It was the genius Einstein who first predicted that spherical, all-consuming bodies called black holes exist in 1916 through his general theory of relativity. But the term “black hole” was coined decades after in 1967 by John Wheeler.
1971 was the first time a black hole was spotted. Before then, black holes were only a theory. 2019 marked another accomplishment when the Event Horizon Telescope (EHT) captured the photo of a black hole present in the M87 galaxy.
- Stellar Black Holes
- Supermassive Black Holes
- Intermediate Black Holes
Stellar Black Holes
When the star is on the verge of dying (by burning all its fuel), it may collapse on itself. For smaller stars that are almost three times the mass of the sun, the new core when collapsed will become a white dwarf or a neutron star.
In contrast, when a larger star collapses, it continues to compress and becomes a stellar black hole. The black holes formed when individual stars collapse are small but incredibly dense. Don’t mistake them for small size.
These small bodies can pack three times the sun’s mass into a small city’s diameter. This creates a gravitational force so strong that pulls the objects around the black hole. These black holes consume the dust and gas of the surrounding galaxies and keep growing in size.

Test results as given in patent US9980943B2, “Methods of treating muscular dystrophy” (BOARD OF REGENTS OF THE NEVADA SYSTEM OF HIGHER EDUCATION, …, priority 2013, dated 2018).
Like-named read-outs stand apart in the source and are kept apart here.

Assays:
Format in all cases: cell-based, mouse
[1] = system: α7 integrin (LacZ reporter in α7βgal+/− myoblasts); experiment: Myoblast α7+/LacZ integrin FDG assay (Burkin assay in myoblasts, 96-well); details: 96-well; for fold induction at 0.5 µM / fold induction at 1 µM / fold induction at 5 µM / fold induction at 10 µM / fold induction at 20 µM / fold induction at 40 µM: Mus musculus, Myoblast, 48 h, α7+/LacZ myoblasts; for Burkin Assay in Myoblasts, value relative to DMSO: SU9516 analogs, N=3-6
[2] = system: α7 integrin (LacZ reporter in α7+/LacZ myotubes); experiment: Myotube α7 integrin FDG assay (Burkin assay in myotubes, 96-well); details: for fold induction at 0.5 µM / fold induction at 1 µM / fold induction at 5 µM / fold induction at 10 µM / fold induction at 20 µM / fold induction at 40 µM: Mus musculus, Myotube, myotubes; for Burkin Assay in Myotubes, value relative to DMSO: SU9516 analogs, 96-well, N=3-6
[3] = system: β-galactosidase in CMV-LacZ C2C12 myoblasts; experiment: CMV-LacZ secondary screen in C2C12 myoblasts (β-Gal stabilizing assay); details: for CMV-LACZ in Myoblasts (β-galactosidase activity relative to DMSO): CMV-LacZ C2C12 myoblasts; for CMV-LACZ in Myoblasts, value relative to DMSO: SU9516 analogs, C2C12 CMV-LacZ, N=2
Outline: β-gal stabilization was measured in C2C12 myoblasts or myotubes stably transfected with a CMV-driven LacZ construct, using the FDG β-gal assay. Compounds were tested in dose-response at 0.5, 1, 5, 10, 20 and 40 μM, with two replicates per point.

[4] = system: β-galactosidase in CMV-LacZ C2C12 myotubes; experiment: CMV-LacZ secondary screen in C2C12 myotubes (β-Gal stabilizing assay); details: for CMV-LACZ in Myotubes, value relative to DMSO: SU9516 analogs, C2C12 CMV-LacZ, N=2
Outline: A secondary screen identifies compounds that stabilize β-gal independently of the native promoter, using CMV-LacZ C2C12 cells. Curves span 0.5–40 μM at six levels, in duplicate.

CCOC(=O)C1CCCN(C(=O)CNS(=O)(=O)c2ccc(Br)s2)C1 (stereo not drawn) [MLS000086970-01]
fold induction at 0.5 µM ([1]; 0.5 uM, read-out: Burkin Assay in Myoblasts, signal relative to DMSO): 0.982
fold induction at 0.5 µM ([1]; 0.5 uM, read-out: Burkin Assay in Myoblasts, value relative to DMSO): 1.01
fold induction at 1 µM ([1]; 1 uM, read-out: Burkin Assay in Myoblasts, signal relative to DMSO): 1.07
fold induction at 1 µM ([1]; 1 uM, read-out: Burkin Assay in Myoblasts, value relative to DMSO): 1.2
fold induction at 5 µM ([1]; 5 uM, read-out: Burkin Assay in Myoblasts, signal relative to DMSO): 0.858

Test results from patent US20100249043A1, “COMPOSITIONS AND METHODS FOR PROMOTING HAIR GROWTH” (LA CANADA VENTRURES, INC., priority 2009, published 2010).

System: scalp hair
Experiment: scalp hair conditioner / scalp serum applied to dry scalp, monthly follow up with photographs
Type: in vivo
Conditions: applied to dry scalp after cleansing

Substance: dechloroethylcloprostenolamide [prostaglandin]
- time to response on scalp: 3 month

Our own Milky Way galaxy contains a few hundred million stellar black holes inside it.
Supermassive Black Holes
Supermassive black holes are a dominating force to be reckoned with. These black holes are so enormous that they are millions and billion times massive as the sun, but have the same size in diameter. Such massive black holes are thought to be found in the middle of every galaxy.
Scientists can’t discover the growth of these massive black holes as they feed gas and dust within the galaxy and keep increasing in size. A theory suggests that these black holes are the result of hundreds and thousands of tiny black holes that merged together.
Intermediate Black Holes
Scientists have found that space contains midsize black holes, too. These bodies could form when stars in a cluster collide in a chain reaction. Several of these intermediate black holes forming in the same area could then eventually result in the formation of a supermassive black hole.